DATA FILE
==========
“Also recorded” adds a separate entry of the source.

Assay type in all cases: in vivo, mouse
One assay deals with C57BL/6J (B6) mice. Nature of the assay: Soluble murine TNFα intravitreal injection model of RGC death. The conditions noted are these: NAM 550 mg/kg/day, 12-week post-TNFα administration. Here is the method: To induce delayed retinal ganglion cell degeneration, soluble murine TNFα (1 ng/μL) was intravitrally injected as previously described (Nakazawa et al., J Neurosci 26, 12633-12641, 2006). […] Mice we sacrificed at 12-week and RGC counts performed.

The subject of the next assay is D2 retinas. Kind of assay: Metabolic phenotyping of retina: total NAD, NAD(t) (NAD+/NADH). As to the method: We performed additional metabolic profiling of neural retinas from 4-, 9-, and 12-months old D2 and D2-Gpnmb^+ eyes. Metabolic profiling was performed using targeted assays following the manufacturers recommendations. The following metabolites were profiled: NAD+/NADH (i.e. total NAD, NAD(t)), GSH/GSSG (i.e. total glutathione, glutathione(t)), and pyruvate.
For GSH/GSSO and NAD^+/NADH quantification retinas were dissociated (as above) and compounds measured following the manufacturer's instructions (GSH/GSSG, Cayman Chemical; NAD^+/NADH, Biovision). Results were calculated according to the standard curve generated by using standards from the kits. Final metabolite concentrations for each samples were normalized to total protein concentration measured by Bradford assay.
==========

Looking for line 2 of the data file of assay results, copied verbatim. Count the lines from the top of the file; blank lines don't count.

Assay type in all cases: in vivo, mouse